Danielle The Book Huntress  (gatadelafuente) Isn't it funny how a much-loved song will take you back? I think that's why I love 80s music. I had a pretty good childhood, although not perfect. 80s music makes me thing about the good times.


message 5: by Tressa (last edited May 25, 2010 07:11AM) (new)

Tressa  (moanalisa) I don't play the radio at all, but it was on all the time when I was a kid. Some of the songs remind me of getting up and going to school on a cold winter morning, or playing wiffle ball in the backyard with my family. Those were when the catchy pop songs of the '70s played; the great deacade of singers/songwriters.

I loved every year of my thirties--it's when I bought my first house and then met my future husband. This was in the nineties when Coldplay and Radiohead and The Verve and Pearl Jam, et. al. were in rotation on the radio. Anytime I hear their music I feel good.


 Danielle The Book Huntress  (gatadelafuente) Oh, that was college music for me! 90s had some good alternative music that wasn't grunge.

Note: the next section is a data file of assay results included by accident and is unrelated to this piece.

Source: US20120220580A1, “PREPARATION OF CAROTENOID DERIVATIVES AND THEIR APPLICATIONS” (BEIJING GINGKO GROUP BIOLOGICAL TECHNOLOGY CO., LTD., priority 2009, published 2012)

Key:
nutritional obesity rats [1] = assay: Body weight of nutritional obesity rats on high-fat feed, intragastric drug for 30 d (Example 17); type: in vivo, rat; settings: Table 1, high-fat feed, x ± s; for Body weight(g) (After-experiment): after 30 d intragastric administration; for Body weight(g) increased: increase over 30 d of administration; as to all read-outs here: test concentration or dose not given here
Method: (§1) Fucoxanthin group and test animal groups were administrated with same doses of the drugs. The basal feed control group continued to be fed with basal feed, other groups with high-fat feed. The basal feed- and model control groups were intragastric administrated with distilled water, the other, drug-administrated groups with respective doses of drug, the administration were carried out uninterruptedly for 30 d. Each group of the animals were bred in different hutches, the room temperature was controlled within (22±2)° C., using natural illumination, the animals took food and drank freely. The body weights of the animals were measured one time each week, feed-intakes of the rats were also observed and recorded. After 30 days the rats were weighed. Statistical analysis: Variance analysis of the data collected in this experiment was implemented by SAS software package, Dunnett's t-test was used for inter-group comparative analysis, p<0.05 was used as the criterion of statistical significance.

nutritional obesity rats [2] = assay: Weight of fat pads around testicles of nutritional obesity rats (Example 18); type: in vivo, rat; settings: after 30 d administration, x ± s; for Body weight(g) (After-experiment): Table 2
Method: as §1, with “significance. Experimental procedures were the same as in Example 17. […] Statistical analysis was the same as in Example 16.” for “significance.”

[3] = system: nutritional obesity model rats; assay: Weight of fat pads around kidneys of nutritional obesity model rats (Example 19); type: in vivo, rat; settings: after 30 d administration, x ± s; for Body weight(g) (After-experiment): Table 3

message 7: by Tressa (new)

Tressa  (moanalisa) I loved the music of the '90s.


message 8: by Randi (new)

Randi (The Artist Formerly known as Guitar Chick) (guitarchick) | 328 comments I am growing up (haha) in a musical family, and so I've a;ways had some new arist to find in the mountain of CDs we have. But when I really first started listening to music, it was (unfourtanatly) Hannnah Montana and other such Disney Artists. Then my brother started listening to Foreigner and Boston and our classic rock station a lot more. So, naturally, I was drawn and got hooked on Heart. They were my first obsession (it's still going on)and it was uphill from there. And since I've gotten into some modernish music and other stuff. So...thats my story.


message 9: by R (new)

R (feste) Like Guitar Chick I had a mountain of CDs and records to take my pick from when I was younger. I have memories of sitting in the car with my dad, the radio blaring - Led Zep, the Who, ELO, Bob Dylan, Jim Croce... His taste has definitely influenced mine.

Beyond that? I'd say that the first band I really got besotted with was the Beatles, and because of that I have a huge thing for trippy/psychedelic stuff and vocal harmonies. And I like comedy... which is why I have a soft spot for quirky lyrics, novelty acts and the like.